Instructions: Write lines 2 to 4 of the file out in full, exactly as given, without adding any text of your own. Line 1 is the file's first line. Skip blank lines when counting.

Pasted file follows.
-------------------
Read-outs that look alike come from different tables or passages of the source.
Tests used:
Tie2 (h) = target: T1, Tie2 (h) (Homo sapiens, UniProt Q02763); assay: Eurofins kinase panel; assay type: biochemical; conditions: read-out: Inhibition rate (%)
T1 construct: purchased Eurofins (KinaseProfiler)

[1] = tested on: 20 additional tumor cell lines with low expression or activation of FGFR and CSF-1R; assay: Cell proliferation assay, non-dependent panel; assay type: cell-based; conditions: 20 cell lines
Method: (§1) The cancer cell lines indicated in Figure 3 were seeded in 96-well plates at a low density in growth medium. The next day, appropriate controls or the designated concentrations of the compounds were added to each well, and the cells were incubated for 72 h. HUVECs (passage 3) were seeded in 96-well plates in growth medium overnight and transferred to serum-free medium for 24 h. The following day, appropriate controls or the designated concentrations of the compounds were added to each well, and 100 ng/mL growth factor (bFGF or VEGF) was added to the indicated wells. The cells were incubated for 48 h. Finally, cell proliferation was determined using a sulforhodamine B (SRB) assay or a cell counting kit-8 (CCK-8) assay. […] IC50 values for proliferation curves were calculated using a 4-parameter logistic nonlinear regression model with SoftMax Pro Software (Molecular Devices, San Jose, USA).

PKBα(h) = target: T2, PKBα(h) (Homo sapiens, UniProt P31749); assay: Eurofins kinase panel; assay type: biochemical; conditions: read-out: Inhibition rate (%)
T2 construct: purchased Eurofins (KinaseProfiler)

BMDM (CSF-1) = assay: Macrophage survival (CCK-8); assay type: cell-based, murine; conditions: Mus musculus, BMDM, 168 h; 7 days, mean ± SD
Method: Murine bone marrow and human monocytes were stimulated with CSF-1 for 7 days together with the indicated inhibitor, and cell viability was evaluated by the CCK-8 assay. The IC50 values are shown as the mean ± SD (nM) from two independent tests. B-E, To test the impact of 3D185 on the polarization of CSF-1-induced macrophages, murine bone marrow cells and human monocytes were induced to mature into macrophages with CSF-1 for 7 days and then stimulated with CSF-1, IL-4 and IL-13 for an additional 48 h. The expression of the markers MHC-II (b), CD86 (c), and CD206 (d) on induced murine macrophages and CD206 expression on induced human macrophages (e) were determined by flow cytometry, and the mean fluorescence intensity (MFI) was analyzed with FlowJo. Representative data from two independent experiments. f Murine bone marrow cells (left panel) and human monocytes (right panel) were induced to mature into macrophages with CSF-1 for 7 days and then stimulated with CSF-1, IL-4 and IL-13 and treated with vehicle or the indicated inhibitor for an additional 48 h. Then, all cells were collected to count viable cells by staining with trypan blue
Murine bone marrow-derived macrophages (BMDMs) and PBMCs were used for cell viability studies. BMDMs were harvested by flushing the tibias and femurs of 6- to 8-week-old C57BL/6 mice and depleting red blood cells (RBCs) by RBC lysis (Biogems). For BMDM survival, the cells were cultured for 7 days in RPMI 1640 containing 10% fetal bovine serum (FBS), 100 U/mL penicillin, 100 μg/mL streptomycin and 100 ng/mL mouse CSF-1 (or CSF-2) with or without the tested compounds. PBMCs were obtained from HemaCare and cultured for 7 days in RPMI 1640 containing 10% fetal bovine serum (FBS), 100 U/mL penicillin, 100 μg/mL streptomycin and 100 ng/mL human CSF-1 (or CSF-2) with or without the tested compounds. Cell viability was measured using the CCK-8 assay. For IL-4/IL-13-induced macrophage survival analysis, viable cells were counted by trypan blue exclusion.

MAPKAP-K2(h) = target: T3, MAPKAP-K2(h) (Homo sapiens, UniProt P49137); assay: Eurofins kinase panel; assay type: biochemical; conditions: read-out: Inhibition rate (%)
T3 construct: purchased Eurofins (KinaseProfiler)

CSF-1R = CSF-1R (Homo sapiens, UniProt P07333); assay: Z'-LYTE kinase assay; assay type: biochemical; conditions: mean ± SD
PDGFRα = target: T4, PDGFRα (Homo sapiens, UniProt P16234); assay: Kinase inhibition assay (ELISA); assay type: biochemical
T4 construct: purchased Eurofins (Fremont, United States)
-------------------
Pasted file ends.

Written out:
Tests used:
Tie2 (h) = target: T1, Tie2 (h) (Homo sapiens, UniProt Q02763); assay: Eurofins kinase panel; assay type: biochemical; conditions: read-out: Inhibition rate (%)
T1 construct: purchased Eurofins (KinaseProfiler)